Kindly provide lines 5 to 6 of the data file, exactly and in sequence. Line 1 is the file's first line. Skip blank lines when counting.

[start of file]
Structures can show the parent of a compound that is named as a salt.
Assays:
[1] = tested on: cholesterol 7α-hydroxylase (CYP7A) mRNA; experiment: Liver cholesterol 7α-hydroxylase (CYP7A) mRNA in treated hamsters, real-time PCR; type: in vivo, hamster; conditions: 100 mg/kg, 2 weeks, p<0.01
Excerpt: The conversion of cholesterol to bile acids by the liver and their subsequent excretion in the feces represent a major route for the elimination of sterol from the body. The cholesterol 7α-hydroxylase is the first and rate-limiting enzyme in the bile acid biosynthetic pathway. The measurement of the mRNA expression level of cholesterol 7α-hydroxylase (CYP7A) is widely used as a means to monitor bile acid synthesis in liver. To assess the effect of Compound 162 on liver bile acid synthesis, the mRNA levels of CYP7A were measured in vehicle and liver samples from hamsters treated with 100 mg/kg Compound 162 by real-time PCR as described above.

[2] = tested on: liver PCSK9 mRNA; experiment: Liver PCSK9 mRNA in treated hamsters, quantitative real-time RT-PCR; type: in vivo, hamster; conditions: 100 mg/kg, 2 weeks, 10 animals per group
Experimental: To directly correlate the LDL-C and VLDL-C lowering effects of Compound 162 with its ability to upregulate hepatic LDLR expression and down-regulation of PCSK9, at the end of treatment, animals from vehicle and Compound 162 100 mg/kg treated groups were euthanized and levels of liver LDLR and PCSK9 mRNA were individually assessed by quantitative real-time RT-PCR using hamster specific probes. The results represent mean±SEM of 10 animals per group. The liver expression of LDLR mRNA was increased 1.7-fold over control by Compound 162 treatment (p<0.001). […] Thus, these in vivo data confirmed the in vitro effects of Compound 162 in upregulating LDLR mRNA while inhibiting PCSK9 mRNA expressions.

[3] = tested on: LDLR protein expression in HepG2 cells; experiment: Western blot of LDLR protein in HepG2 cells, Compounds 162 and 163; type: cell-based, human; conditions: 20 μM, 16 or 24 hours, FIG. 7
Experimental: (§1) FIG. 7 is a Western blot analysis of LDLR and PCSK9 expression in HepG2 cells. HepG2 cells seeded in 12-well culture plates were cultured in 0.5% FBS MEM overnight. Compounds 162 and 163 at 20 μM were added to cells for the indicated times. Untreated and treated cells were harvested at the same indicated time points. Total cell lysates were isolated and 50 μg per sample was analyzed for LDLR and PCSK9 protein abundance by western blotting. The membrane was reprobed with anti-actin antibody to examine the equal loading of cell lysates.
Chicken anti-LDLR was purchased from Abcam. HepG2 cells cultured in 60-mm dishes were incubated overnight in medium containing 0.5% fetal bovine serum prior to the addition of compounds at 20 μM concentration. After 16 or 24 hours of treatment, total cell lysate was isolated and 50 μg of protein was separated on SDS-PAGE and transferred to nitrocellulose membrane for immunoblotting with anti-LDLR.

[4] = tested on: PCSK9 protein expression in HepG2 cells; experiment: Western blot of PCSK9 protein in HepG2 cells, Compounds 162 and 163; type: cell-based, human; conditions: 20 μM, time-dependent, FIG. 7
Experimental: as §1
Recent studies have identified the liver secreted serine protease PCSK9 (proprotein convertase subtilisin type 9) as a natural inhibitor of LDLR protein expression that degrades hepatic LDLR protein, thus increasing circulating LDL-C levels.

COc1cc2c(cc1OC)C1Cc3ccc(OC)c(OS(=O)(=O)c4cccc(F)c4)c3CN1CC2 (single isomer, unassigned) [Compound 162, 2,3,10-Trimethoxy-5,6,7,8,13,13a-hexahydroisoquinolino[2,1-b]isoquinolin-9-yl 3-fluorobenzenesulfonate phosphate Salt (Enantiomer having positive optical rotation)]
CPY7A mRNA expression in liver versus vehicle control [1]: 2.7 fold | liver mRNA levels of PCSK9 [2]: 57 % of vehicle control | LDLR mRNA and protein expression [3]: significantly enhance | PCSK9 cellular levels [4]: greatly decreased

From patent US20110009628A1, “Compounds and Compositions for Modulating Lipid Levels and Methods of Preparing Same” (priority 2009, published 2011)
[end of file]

[2] = tested on: liver PCSK9 mRNA; experiment: Liver PCSK9 mRNA in treated hamsters, quantitative real-time RT-PCR; type: in vivo, hamster; conditions: 100 mg/kg, 2 weeks, 10 animals per group
Experimental: To directly correlate the LDL-C and VLDL-C lowering effects of Compound 162 with its ability to upregulate hepatic LDLR expression and down-regulation of PCSK9, at the end of treatment, animals from vehicle and Compound 162 100 mg/kg treated groups were euthanized and levels of liver LDLR and PCSK9 mRNA were individually assessed by quantitative real-time RT-PCR using hamster specific probes. The results represent mean±SEM of 10 animals per group. The liver expression of LDLR mRNA was increased 1.7-fold over control by Compound 162 treatment (p<0.001). […] Thus, these in vivo data confirmed the in vitro effects of Compound 162 in upregulating LDLR mRNA while inhibiting PCSK9 mRNA expressions.